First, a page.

Katie Benner is an American reporter for The New York Times covering the United States Department of Justice.

Katie Benner
Katie Benner at the 2018 Pulitzer Prize awards ceremony
EducationBowdoin College
AwardsPulitzer Prize for Public Service (2018)

Early life and education


Benner grew up in Vermont and was an English major at Bowdoin College, in Maine.[1] After graduating in 1999 with "zero idea" about a career plan, she moved to Beijing to teach English.[2] While there, she wrote freelance for the Beijing Review,[1] a media outlet designated as a foreign mission by the State Department,[3] about everything from monks to music.[4] In the wake of the September 11 attacks, she began collecting information on how the event affected American expatriates. Prompted by a friend's suggestion that this idea would make an interesting news story, she pitched it to the Portland Press Herald in Maine. She had some contacts there, having worked at a deli in her college days, regularly making sandwiches for several of the newspaper's writers and editors. The Press Herald accepted the story, launching her U.S. journalistic career.[2]



Her first job back in the U.S. was as a reporter with CNN Money. With no experience in finance, she got the job after telling a skeptical job interviewer:

I am broke, and I will work extremely hard. I can learn. All journalism is, is asking questions about things you don't know and finding answers.[2]

CNN Money was followed by a seven-year run as a New York–based Fortune reporter covering financial markets, hedge funds and private equity.[5] She then had three short stints as a staff writer. She "exited early" from The Information, a technology industry publication.[6][4] At Bloomberg she was a technology columnist reporting on Silicon Valley's "cult and culture" and writing a daily newsletter.[7] This was followed by a position she described as "journalistic drudgery", writing synopses of Jim Cramer's radio and television shows for TheStreet. She opined that, "Yeah, it got a little repetitive."[1] In 2015, The New York Times hired Benner as a technology reporter and its new Apple beat reporter.[8] In 2017, she joined their Washington bureau as a Justice Department reporter.[9]

Her article "Women in Tech Speak Frankly on the Culture of Harassment"[10] was part of a New York Times collection[11] that won the 2018 Pulitzer Prize for Public Service. Benner described pervasive and ingrained predatory behavior toward women in Silicon Valley.[12] Benner was one of the reporters who broke the story about the Justice Department's Matt Gaetz investigation of alleged sexual relationships with minors.

Benner has appeared on CNN, MSNBC, CNBC, and Marketplace Radio.[13]

Work style


Benner has been described as "masterful at digging into troubled companies", incredibly thorough and quite witty.[4] She uses multiple message apps to respond as quickly as possible and does "almost everything" on her iPhone.[14]

Personal life


Benner lives in Washington, D.C.,[9] and is married.[14] She is a trustee of Bowdoin College.[15] She is a knitter.[16]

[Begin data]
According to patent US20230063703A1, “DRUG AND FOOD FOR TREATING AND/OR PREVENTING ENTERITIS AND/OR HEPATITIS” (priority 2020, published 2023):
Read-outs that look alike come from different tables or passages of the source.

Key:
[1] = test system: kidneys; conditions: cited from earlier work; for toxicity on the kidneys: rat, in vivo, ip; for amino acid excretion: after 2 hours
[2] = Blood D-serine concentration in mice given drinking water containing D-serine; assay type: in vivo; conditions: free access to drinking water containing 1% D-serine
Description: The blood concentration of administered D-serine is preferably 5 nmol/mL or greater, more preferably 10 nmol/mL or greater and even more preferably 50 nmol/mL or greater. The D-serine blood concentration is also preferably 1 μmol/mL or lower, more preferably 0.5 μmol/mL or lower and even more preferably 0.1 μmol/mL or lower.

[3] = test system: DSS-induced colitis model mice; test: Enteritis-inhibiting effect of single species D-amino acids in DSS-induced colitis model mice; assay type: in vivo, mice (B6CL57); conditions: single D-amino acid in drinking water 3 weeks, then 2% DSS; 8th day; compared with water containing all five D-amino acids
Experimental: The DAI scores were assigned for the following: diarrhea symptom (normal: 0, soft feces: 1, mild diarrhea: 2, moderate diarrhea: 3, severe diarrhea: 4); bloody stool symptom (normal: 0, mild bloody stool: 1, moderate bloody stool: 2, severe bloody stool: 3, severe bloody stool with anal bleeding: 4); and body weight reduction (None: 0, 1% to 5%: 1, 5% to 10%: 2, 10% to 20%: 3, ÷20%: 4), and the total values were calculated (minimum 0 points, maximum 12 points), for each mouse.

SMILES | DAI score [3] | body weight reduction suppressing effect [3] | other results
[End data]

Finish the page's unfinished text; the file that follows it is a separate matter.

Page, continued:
• Benner, Katie (July 5, 2007). "Subprime contagion?". CNN Money.
  • Benner, Katie (July 11, 2008). "The $5 trillion mess". CNN Money.
  • Benner, Katie (December 22, 2010). "A Dyed-and-True Imprint". The New York Times.
  • Benner, Katie (June 13, 2011). "Michael Dell's dilemma". Fortune.
  • Benner, Katie (January 22, 2021). "Trump and Justice Dept. Lawyer Said to Have Plotted to Oust Acting Attorney General". The New York Times.
  • Benner, Katie; Schmidt, Michael S. (April 1, 2021). "Justice Dept. Inquiry Into Matt Gaetz Said to Be Focused on Cash Paid to Women". The New York Times.


  1. ^ a b c Murphy, Dean; Tam, Pui-Wing (June 5, 2015). "Katie Benner Joins New York Times as Technology Reporter". nytco.com. The New York Times Company. Retrieved October 9, 2020.
  2. ^ a b c Long, Julius (September 23, 2019). "A Conversation with New York Times Reporter Katie Benner '99". bowdoin.edu. Bowdoin College. Retrieved October 9, 2020.
  3. ^ "Pompeo says U.S. Designates six more Chinese media firms as foreign missions". Reuters. October 22, 2020.
  4. ^ a b c Lessin, Jessica (September 17, 2013). "Ace Wall Street Reporter Katie Benner Joins Our Team!". jessicalessin.com. Retrieved October 10, 2020.
  5. ^ "Katie Benner". Fortune. Retrieved October 9, 2020.
  6. ^ Marr, Merissa (Fall–Winter 2016). "Inside (The) Information". Columbia Journalism Review. pp. 62–69. Retrieved April 8, 2021.
  7. ^ Barr, Jeremy (August 18, 2014). "Bloomberg View names Katie Benner tech columnist". Politico. Retrieved October 9, 2020.
  8. ^ Sterne, Peter (June 8, 2015). "Media Pro: Apple loosening its grip?; No instances of 'instant articles'". Politico. Retrieved October 11, 2020.
  9. ^ a b Bumiller, Elisabeth; Fiscus, Amy (November 21, 2017). "Katie Benner Named Justice Department Reporter". nytco.com. The New York Times Company. Retrieved October 11, 2020.
  10. ^ Benner, Katie (June 30, 2017). "Women in Tech Speak Frankly on Culture of Harassment". The New York Times. Retrieved October 12, 2020.
  11. ^ "Harassed". The New York Times. Retrieved October 12, 2020.
  12. ^ Goldfine, Rebecca (April 25, 2018). "Katie Benner '99 is Part of Pulitzer-Prize Winning Team". bowdoin.edu. Bowdoin College. Retrieved October 11, 2020.
  13. ^ "Katie Benner". Techonomy. Retrieved January 24, 2021.
  14. ^ a b Benner, Katie (November 15, 2017). "When Using 5 Messaging Apps Is Not Enough". The New York Times. Retrieved October 11, 2020.
  15. ^ "Board of Trustees". bowdoin.edu. Bowdoin College. Retrieved April 8, 2021.
  16. ^ Cox, Cherella (January 4, 2006). "Roll With the Yarn Ballers". TheStreet. Retrieved October 4, 2022.